We live in a world of cookbook riches. Each year hundreds of cookbooks embracing cuisines from around the world are published. We often decide what’s for dinner by which cuisine we want to indulge in, Thai one night, Mexican another.
It wasn’t always like that. In the past cuisines from other countries were neutered beyond recognition, stripped of authentic taste. It took a few pioneers to bring food from other countries here in all its majesty. Marcella Hazan showed the world that Italian food was more than spaghetti and meatballs. She’s been dubbed the Julia Child of Italian cooking but that’s not an apt comparison. She wasn’t someone who came to a cuisine as Julia did, she was someone who was born with it and never had to hunger for it, someone who distilled the wisdom of her ancestors and culture into simple lessons. With PhD in biology, she had a keen sense of how components make the whole.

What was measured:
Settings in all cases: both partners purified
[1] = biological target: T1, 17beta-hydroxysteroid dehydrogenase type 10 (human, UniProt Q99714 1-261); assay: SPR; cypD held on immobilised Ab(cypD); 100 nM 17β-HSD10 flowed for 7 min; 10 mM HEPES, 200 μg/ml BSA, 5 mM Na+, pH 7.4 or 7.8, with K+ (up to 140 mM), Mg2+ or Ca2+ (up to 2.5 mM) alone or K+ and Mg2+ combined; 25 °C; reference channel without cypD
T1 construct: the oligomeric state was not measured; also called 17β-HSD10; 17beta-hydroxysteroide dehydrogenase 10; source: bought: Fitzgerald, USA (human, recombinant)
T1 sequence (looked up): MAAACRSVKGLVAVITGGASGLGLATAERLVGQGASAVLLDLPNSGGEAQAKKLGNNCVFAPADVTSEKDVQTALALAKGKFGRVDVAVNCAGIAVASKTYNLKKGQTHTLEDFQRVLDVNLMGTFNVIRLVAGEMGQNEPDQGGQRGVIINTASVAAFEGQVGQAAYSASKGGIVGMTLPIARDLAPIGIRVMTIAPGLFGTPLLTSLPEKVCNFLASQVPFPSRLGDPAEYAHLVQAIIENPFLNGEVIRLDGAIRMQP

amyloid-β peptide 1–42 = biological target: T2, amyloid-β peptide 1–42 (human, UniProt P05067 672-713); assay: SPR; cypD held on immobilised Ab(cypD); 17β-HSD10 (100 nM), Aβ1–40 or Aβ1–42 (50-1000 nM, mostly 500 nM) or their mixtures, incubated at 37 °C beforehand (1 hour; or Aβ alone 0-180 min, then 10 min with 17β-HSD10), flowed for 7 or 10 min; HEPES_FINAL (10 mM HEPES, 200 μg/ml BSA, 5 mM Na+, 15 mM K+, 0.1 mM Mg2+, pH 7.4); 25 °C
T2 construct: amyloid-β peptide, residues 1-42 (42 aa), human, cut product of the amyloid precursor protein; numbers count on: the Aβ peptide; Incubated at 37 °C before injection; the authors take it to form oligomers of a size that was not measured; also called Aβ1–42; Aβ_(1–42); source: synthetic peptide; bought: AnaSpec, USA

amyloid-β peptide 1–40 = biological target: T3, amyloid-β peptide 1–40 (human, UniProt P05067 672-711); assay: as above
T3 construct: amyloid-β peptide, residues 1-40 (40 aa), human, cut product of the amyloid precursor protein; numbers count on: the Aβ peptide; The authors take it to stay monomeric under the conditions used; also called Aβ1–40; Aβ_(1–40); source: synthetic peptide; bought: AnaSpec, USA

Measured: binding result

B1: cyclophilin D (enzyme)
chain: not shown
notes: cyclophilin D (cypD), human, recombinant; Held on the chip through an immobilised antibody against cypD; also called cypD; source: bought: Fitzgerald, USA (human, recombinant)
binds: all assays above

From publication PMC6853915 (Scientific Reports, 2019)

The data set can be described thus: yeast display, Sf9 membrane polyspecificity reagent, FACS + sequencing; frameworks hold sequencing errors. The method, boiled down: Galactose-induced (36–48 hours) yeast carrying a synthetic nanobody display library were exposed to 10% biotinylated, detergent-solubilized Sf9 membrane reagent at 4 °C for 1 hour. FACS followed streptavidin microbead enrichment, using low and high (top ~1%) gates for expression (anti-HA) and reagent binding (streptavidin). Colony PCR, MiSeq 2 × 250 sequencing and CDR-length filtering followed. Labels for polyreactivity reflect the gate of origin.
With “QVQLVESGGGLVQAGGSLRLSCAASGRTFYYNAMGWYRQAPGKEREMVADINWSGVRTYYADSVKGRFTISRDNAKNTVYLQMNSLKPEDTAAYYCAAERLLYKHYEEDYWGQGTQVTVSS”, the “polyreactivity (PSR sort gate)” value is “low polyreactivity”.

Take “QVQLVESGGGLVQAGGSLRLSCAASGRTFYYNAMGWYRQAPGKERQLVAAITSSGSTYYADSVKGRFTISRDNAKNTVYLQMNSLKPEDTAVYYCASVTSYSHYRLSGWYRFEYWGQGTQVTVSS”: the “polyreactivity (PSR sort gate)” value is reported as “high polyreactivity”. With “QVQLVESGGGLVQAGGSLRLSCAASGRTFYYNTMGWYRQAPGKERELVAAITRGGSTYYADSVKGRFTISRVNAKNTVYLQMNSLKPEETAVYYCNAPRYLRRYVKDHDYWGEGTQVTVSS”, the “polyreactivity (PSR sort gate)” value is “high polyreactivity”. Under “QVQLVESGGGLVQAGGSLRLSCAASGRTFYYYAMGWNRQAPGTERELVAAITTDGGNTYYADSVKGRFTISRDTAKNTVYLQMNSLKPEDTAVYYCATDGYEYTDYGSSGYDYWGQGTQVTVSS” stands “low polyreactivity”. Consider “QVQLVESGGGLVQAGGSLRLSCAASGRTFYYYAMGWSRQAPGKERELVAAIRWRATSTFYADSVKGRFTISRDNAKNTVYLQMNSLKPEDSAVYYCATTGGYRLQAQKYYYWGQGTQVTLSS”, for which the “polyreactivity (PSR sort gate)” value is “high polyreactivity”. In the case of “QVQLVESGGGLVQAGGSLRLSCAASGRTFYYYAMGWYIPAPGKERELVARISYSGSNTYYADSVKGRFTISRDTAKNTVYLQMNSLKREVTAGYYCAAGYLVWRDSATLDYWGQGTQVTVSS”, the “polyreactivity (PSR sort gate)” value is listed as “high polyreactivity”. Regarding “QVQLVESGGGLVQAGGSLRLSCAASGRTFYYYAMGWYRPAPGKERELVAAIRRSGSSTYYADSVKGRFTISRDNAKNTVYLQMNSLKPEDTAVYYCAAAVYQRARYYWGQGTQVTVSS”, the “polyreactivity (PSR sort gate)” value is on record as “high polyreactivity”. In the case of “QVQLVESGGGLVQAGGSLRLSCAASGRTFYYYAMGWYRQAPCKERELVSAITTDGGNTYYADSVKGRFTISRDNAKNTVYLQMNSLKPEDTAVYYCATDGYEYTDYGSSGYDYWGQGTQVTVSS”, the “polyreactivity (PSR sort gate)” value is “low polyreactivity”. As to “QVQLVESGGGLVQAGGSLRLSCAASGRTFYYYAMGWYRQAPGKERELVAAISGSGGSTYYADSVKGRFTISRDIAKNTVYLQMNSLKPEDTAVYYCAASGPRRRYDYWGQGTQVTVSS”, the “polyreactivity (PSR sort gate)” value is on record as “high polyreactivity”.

She’s also an example of the idea that is never too late to find the thing you are meant to do. She didn’t grow up cooking and only came to it during her marriage. Her first cookbook wasn’t published until she was almost 50. She published six cookbooks, a relatively small output by today’s prolific standards but enough to change how many people viewed Italian food.
Her son Guiliano carries on her legacy, creating food with more flavor than fuss using the fresh ingredients and techniques he was taught. Their food never goes out of style and yet somehow manages to be discovered afresh by each new generation.